Recognition in accounting means to record a transaction on the accounts in acknowledgment of its existence. For example, recognizing a purchased vehicle means recording its existence as an asset account and the amount paid out for it as an expense. Rules and regulations exist in accounting in regard to when and how assets should be recognized on a business's financial statements, with variations based on the nature and origin of the asset in question.
Most assets, both current and long-term, are counted as tangible assets or assets possessing material existence. Examples of tangible assets include the current asset of cash and the long-term assets of plant and equipment. Certain assets that do not possess material existence at present but will do so in the future, such as accounts receivable, are also counted as tangible assets.
Recognition of Tangible Assets
In general, tangible assets are recognized on a business's accounts when the benefits and responsibilities of their ownership are transferred to the business. For most tangible assets, this moment comes at the time of the sale, while larger items might wait to be recognized until their delivery to the business. For tangible assets whose values will be received at a later time, such as accounts receivable, their recognition comes at the time that they are earned.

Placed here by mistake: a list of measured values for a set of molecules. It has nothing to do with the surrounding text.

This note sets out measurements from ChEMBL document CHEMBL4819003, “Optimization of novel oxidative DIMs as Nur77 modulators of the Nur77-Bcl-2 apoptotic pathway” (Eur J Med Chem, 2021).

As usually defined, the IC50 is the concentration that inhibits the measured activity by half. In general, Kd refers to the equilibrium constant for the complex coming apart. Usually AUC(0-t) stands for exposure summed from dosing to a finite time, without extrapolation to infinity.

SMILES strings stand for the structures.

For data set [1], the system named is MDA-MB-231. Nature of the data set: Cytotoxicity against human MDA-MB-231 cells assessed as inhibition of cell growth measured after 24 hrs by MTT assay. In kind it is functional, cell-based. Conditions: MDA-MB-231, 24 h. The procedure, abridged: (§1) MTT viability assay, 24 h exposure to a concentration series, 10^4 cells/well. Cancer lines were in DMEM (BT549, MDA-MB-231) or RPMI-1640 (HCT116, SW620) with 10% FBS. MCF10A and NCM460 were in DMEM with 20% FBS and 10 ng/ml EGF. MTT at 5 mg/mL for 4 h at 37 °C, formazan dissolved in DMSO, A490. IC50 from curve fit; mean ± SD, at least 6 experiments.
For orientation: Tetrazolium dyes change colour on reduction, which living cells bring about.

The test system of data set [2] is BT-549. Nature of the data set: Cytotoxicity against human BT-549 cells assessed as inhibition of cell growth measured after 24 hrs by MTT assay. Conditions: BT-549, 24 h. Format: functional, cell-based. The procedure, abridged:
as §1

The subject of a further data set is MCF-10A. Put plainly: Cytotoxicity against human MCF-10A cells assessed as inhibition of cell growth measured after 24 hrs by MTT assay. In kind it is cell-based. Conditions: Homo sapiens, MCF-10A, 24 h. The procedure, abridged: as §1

Intangible assets are assets without material existence. Examples of intangible assets include both patents and copyrights. Some intangible assets are acquired through the same means as tangible assets, while others are what is called a capitalized expenditure. Capitalized expenditures are single-period expenditures recorded as an asset in order to reflect their usefulness in producing revenues across multiple time periods. For example, research costs incurred in creating a patent would result in those costs being recognized under a patent asset account.
Recognition of Intangible Assets
Intangible assets acquired through the most common methods, such as purchase or trade, are recognized when the benefits and responsibilities of their ownership transfer to the business, much the same as their tangible counterparts. Capitalized expenditures are only recognized as assets when their occurrence helps produce revenue across multiple time periods. For example, repair costs are not capitalized, but rather recorded as expenses in the time period incurred, while costs that increased an asset's usefulness and useful lifespan can and should be added to that asset's value.